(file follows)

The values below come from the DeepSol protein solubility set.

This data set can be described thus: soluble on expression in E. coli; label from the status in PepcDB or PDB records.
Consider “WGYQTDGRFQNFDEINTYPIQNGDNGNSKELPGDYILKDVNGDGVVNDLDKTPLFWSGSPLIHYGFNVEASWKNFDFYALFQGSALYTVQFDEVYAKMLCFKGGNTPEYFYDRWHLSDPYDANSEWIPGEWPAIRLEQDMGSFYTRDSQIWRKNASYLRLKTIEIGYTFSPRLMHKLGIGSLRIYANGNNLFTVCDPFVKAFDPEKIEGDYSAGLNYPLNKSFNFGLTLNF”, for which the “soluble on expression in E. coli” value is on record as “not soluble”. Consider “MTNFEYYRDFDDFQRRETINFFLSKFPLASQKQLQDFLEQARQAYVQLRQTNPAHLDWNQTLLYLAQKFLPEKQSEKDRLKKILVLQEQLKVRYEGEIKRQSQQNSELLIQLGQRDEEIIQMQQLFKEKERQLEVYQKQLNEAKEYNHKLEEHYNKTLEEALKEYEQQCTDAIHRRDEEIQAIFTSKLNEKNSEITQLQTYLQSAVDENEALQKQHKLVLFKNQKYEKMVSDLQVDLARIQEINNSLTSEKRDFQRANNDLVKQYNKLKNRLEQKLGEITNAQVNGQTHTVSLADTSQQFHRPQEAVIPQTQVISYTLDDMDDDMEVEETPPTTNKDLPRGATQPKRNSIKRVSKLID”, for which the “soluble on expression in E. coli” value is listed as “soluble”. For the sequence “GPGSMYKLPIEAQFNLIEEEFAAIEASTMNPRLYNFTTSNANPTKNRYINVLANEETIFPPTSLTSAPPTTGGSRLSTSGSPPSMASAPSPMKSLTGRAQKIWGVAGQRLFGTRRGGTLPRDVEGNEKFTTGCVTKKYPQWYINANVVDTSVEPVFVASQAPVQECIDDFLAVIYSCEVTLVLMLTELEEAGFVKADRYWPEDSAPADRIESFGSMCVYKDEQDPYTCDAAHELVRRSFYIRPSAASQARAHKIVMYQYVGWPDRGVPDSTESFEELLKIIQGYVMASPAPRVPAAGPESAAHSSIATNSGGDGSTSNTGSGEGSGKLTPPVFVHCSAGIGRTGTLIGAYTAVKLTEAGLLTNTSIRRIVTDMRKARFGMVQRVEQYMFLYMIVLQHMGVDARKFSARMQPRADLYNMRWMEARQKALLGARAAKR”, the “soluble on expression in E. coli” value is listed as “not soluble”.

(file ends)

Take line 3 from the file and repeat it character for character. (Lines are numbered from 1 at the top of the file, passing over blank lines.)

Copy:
Consider “WGYQTDGRFQNFDEINTYPIQNGDNGNSKELPGDYILKDVNGDGVVNDLDKTPLFWSGSPLIHYGFNVEASWKNFDFYALFQGSALYTVQFDEVYAKMLCFKGGNTPEYFYDRWHLSDPYDANSEWIPGEWPAIRLEQDMGSFYTRDSQIWRKNASYLRLKTIEIGYTFSPRLMHKLGIGSLRIYANGNNLFTVCDPFVKAFDPEKIEGDYSAGLNYPLNKSFNFGLTLNF”, for which the “soluble on expression in E. coli” value is on record as “not soluble”. Consider “MTNFEYYRDFDDFQRRETINFFLSKFPLASQKQLQDFLEQARQAYVQLRQTNPAHLDWNQTLLYLAQKFLPEKQSEKDRLKKILVLQEQLKVRYEGEIKRQSQQNSELLIQLGQRDEEIIQMQQLFKEKERQLEVYQKQLNEAKEYNHKLEEHYNKTLEEALKEYEQQCTDAIHRRDEEIQAIFTSKLNEKNSEITQLQTYLQSAVDENEALQKQHKLVLFKNQKYEKMVSDLQVDLARIQEINNSLTSEKRDFQRANNDLVKQYNKLKNRLEQKLGEITNAQVNGQTHTVSLADTSQQFHRPQEAVIPQTQVISYTLDDMDDDMEVEETPPTTNKDLPRGATQPKRNSIKRVSKLID”, for which the “soluble on expression in E. coli” value is listed as “soluble”. For the sequence “GPGSMYKLPIEAQFNLIEEEFAAIEASTMNPRLYNFTTSNANPTKNRYINVLANEETIFPPTSLTSAPPTTGGSRLSTSGSPPSMASAPSPMKSLTGRAQKIWGVAGQRLFGTRRGGTLPRDVEGNEKFTTGCVTKKYPQWYINANVVDTSVEPVFVASQAPVQECIDDFLAVIYSCEVTLVLMLTELEEAGFVKADRYWPEDSAPADRIESFGSMCVYKDEQDPYTCDAAHELVRRSFYIRPSAASQARAHKIVMYQYVGWPDRGVPDSTESFEELLKIIQGYVMASPAPRVPAAGPESAAHSSIATNSGGDGSTSNTGSGEGSGKLTPPVFVHCSAGIGRTGTLIGAYTAVKLTEAGLLTNTSIRRIVTDMRKARFGMVQRVEQYMFLYMIVLQHMGVDARKFSARMQPRADLYNMRWMEARQKALLGARAAKR”, the “soluble on expression in E. coli” value is listed as “not soluble”.